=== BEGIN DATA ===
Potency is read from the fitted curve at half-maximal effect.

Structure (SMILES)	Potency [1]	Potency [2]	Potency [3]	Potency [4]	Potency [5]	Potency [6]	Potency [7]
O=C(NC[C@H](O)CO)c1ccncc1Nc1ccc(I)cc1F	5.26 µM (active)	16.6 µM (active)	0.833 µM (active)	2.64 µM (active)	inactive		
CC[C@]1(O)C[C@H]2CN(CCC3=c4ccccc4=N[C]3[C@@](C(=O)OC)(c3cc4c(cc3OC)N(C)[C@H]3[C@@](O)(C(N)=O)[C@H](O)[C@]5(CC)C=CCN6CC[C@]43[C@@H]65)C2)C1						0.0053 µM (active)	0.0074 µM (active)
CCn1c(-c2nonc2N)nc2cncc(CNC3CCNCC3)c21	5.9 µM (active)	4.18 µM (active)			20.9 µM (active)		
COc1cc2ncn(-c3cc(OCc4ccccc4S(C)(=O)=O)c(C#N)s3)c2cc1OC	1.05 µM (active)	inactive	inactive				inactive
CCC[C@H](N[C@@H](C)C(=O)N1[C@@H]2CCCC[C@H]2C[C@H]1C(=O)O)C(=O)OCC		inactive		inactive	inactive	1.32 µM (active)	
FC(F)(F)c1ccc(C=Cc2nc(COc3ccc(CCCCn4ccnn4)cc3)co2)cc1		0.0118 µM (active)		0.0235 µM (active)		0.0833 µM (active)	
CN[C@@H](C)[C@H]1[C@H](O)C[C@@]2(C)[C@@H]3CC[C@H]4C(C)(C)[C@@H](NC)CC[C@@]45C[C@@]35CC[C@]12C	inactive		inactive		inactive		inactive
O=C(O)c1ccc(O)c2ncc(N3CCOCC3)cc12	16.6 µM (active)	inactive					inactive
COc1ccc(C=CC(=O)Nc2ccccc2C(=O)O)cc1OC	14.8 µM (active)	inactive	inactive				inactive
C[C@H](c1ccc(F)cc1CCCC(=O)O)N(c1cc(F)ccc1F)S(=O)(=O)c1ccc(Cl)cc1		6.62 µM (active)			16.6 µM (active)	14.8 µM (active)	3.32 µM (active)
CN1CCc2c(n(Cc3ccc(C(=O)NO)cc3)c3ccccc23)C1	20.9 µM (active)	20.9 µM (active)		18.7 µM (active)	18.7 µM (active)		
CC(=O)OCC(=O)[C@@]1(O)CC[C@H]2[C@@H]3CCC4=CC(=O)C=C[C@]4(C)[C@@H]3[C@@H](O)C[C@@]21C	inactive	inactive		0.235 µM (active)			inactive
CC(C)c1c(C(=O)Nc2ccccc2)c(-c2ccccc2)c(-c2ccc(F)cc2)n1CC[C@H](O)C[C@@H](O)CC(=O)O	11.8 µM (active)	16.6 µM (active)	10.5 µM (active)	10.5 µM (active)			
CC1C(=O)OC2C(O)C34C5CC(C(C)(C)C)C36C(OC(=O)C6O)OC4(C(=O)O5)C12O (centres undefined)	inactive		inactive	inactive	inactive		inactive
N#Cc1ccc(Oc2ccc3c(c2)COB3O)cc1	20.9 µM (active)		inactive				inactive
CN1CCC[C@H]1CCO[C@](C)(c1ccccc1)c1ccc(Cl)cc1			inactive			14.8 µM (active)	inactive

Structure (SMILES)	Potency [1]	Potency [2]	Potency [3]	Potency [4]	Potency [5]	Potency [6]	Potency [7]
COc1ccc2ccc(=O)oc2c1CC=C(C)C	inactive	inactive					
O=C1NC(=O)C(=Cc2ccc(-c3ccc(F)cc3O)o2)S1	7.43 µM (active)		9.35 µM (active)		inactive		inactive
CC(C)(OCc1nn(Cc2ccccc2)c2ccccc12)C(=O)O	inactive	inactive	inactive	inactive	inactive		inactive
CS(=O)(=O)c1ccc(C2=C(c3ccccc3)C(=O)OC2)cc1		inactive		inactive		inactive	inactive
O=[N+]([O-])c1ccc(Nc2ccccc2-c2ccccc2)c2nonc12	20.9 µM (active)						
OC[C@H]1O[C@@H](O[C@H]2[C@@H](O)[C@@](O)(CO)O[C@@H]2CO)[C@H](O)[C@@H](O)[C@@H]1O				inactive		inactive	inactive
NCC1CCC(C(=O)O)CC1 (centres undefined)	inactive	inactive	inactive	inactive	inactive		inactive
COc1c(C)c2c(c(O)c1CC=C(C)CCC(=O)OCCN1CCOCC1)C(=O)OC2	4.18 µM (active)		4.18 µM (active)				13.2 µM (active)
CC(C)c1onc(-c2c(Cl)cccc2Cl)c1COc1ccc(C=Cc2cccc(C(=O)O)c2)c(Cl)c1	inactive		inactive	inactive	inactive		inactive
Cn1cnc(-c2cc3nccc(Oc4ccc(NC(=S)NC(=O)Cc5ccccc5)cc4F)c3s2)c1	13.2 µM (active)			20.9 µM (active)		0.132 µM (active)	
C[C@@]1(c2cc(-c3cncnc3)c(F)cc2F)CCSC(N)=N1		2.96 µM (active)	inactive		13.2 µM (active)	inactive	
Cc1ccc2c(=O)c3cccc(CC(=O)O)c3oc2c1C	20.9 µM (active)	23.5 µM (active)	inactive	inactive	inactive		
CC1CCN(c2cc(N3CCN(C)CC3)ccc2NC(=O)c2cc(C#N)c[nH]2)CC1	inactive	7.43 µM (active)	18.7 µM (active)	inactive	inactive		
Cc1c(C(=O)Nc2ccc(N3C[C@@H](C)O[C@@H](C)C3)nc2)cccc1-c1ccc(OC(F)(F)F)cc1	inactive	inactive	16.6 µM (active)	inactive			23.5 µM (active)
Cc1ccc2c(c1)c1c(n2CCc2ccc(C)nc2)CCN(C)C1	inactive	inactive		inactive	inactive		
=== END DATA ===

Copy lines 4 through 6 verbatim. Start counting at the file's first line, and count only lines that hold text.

CC[C@]1(O)C[C@H]2CN(CCC3=c4ccccc4=N[C]3[C@@](C(=O)OC)(c3cc4c(cc3OC)N(C)[C@H]3[C@@](O)(C(N)=O)[C@H](O)[C@]5(CC)C=CCN6CC[C@]43[C@@H]65)C2)C1						0.0053 µM (active)	0.0074 µM (active)
CCn1c(-c2nonc2N)nc2cncc(CNC3CCNCC3)c21	5.9 µM (active)	4.18 µM (active)			20.9 µM (active)		
COc1cc2ncn(-c3cc(OCc4ccccc4S(C)(=O)=O)c(C#N)s3)c2cc1OC	1.05 µM (active)	inactive	inactive				inactive